Monday 6 August 2012

Tips for cutting down the shopping bill

As a lot of you will already know, I am addicted to Netmums. It's a shameful thing really - I check it more often than I do my emails and if I manage to get more than three 'likes' on a comment, I strut about for the rest of the day thinking that I'm the Queen of Everything. 

The threads I love most are the budgeting ones. I could spend hours exchanging tips on how to save money around the house and in taking on board what other posters have said, I've managed to cut our household's annual spend by around £400 in the insurance department alone!

But believe it or not, that isn't where the big savings lie. By careful meal planning and clever shopping, you can end up with a tiny shopping bill and I'd like to share some of the tips I've found which helped me cut back.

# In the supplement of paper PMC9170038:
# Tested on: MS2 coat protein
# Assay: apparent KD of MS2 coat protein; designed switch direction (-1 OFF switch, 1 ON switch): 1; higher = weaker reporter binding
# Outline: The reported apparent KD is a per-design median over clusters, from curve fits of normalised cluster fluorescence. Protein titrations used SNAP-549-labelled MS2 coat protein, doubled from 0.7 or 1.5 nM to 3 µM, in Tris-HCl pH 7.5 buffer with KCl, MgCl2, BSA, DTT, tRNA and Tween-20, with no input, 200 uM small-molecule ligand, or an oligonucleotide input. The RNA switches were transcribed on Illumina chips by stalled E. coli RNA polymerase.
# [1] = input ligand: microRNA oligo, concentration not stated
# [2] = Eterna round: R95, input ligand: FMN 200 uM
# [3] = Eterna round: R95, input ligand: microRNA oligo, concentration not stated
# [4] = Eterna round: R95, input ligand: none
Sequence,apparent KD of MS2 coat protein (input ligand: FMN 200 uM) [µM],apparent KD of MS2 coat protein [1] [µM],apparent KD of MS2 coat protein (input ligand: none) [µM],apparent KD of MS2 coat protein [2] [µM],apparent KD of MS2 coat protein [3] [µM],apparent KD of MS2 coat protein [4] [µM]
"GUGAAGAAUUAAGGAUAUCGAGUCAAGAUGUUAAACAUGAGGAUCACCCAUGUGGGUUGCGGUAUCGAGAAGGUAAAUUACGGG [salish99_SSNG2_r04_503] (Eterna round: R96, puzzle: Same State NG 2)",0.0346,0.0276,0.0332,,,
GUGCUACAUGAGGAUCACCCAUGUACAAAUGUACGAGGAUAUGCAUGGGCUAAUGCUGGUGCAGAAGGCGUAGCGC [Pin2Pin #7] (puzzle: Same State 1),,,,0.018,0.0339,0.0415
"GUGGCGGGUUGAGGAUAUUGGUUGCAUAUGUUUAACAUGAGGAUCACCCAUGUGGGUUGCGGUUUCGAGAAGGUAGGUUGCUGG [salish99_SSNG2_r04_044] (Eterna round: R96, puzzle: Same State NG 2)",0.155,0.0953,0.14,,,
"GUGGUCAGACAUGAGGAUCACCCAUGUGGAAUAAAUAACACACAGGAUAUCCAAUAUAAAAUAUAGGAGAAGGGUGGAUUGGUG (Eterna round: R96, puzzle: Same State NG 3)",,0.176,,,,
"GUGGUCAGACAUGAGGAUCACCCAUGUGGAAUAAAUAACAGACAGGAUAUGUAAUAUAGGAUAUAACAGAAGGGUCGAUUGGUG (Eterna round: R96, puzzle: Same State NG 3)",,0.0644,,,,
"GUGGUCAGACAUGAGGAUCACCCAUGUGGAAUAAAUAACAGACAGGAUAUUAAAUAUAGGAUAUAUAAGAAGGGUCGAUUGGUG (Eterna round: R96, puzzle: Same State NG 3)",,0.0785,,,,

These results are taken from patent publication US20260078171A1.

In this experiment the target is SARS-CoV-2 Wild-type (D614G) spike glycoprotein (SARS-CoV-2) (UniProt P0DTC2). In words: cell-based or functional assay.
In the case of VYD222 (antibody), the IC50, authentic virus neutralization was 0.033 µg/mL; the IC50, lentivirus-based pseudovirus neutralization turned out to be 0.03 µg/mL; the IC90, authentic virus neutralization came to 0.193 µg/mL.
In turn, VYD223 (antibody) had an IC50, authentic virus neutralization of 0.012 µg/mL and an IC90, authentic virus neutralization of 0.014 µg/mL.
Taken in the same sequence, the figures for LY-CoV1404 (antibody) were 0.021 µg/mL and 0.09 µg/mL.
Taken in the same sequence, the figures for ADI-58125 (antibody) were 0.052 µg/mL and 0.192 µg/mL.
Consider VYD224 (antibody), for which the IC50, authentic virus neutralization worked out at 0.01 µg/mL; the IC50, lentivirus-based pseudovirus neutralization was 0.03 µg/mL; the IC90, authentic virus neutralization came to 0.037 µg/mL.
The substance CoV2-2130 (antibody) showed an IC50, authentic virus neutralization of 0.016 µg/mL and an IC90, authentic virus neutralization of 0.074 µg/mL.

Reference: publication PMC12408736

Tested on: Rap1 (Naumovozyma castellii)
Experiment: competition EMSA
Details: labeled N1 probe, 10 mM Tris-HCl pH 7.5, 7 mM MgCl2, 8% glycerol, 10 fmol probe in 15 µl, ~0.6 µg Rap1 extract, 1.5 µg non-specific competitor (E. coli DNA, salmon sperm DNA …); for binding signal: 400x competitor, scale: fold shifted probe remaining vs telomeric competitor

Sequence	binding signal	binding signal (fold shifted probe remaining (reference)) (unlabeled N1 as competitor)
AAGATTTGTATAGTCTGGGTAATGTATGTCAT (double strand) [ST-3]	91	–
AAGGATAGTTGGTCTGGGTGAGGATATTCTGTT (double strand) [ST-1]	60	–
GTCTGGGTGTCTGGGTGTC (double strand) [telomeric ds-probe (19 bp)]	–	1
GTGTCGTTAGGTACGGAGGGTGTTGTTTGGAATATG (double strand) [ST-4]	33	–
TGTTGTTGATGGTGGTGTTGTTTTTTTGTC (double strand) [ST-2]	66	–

Prepare for a lengthy post (but come on - it's Monday... you all want to procrastinate anyways!

When I started meal planning, I made a 'menu'. This was to prevent the inevitable answer of 'sausages' when I asked Husband what he'd like to eat for the following week. Using two columns - one for savoury and one for sweet - I wrote down all the dinners I make that I could think of. I picked out three I wanted, asked Husband to do the same, and made the final choice according to the ingredients we'd have left over. Then I went about making a shopping list.

To begin with, I checked the freezer and the cupboard, then swapped all of my earlier meal choices for ones which would include ingredients we had already. Then I listed all the things I needed to buy and sat down at the computer.

I checked Approved Food first, to see if they had anything I needed, then rearranged the meals so that those awaiting things from the order would be for the end of the week to allow for delivery. Concord Extra was my next stop to see if they had any cleaning products or toiletries which I could save money on. These sites are a brilliant first port of call and it's worth checking frequently to see whether they've acquired any new stock. I managed to get two torches and a toy truck from Approved Food for the grand total of £4 the other week, which means that's three Christmas gifts sorted for £1.33 each! Can't grumble there!